Although singer Ty Herndon officially came out as a gay man last November, late last week he co-hosted what could be considered his – and Music City's – most star-studded coming-out party. Herndon was joined onstage Friday at Nashville's City Winery by fellow musicians, friends and supporters for the first annual Concert for Love and Acceptance, a sold-out event co-hosted by the singer with political commentator Meghan McCain (daughter of Sen. John McCain).
Among the dozen acts who joined Herndon to perform were Billy Gilman (who came out publicly on the same day as Herndon), Jamie O'Neal, Deborah Allen, Nashville's Chris Carmack, Crystal Gayle, Meghan Linsey, Jennifer Knapp, Eighties pop superstar Tiffany, American Idol finalist Melinda Doolittle, hit songwriter Desmond Child, newcomer Levi Hummon, Antigone Rising and Shelly Fairchild. The afternoon event presented three hours of music from country, pop and rock acts, with plenty of uplifting and emotional displays of affection and support for Herndon and the LGBT community in general.
Highlights of the show, which featured singer-guitarist Anita Cochran leading the band, included Tiffany's cool country spin on her classic dance hit, "I Think We're Alone Now," Gilman's spine-tingling rendition of the Roy Orbison hit, "Crying," and a pair of huge country-pop crossover smashes from Allen and Gayle ("Baby I Lied" and "Don't It Make My Brown Eyes Blue," respectively).
The performances were accompanied throughout the event by video messages of support from artists including Chely Wright, whom Herndon confirmed would be performing at the event next year, and Reba McEntire, who sent regrets for not being able to attend since she is currently in rehearsals in Las Vegas for her upcoming residency with Brooks and Dunn. Addressing Herndon directly, the country legend said, "Ty, I'm so proud of you and all those in country music and beyond who are standing up today to say that we are all God's children. Just know that I've got your back."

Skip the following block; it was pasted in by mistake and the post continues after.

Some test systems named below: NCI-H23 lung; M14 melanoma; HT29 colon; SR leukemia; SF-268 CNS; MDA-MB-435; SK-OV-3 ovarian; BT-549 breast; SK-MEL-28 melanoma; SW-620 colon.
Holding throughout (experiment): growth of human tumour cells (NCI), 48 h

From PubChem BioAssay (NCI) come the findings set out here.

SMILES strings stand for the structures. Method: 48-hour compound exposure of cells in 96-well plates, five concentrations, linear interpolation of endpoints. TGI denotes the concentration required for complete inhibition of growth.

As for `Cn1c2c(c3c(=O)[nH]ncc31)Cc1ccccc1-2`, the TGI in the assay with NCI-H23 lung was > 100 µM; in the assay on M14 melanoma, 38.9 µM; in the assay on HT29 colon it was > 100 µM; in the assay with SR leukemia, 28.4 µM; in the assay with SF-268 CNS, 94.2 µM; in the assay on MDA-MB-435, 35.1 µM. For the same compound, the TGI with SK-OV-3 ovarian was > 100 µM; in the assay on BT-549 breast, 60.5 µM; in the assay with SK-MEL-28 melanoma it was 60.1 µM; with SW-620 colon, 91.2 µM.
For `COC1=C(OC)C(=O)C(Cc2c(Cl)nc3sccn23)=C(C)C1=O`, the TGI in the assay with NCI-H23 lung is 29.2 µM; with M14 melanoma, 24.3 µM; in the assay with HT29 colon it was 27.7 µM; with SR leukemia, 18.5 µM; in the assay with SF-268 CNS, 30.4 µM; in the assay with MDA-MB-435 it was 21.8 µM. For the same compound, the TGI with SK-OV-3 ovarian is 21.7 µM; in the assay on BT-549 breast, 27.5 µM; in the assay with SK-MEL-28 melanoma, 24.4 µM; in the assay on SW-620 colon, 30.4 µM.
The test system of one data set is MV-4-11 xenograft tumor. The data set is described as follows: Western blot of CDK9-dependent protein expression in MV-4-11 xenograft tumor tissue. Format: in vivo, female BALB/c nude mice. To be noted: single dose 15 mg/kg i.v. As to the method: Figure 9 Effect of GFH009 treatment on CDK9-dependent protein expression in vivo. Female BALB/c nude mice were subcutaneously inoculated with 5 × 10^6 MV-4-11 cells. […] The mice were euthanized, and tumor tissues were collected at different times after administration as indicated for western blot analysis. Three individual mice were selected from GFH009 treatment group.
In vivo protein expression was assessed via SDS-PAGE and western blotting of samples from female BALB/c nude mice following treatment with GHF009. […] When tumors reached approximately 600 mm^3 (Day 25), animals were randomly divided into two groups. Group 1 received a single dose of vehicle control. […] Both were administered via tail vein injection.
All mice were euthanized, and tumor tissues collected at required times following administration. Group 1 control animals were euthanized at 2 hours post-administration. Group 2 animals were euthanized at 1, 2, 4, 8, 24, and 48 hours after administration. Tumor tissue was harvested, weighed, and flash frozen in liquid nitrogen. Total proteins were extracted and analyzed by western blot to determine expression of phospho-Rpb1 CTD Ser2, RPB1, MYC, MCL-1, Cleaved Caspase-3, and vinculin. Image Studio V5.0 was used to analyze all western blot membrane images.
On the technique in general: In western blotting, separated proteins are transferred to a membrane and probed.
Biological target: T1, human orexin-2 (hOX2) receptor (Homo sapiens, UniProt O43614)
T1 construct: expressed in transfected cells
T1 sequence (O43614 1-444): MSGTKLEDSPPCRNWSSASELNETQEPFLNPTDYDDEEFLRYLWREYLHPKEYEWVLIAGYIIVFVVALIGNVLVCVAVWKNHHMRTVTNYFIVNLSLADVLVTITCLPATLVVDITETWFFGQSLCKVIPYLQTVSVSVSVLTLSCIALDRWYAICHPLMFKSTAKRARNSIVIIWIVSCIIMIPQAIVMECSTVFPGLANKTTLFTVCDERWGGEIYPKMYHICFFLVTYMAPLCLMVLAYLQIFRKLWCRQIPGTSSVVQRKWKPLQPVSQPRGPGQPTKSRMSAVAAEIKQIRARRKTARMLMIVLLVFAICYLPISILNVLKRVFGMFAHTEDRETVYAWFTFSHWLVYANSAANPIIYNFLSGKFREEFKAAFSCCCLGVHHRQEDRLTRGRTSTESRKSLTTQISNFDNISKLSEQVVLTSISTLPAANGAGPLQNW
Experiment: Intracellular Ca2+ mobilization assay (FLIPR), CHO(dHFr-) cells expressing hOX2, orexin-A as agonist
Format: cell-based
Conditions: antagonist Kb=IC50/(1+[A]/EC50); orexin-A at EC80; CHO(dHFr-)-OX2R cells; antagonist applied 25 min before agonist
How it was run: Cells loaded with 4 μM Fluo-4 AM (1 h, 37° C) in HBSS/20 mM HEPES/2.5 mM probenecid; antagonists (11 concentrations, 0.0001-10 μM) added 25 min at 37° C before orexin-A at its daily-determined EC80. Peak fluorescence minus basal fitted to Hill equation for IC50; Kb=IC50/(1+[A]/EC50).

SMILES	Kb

Prior to Carmack's performance of his new single, "Being Alone," the singer-actor, who portrays gay country singer Will Lexington on ABC's Nashville, was announced as the recipient of a RALY (Rescue a Life, Y'all) Award, presented by GLAAD, the organization that presented the event in conjunction with Herndon. Proceeds from the concert will benefit at-risk youth in the Nashville community.
Prior to the concert, artists and other participants walked the red carpet to express their support for Herndon and the cause.
"I love my friends for who they are, but I think this will probably break the chains for a lot of people and might make them feel more comfortable being themselves," Deborah Allen told Rolling Stone Country. "My purpose here today is not to make a statement; my purpose here is to love everybody. I think God's purpose for us is to find ways to love each other."
"For me to be here and to be 100 percent honest is just a very solid feeling to me, especially having literally grown up in this town," Billy Gilman said. "I really haven't changed; I'm just totally me now. It's a really, really monumental time. The response from the youth in Middle America has been emails coming in droves saying, 'Now I don't feel alone.' It went way beyond what I thought was going to happen."
Backstage during the concert, Herndon told Rolling Stone Country, "God is blessing me tremendously. Just a short time ago, in November, I wasn't even sure if I would get to continue making country music. I was so wrong about it. The fans have spoken. I'm in the middle of a brand-new album. We're almost done and I think it's the best thing I've done since my very first album, because it's just so full of truth. It makes the reason I do music so much more real to me."
Herndon also added that his autobiography is expected to be released early next year, and he's also in talks to do a documentary film about his coming-out experience.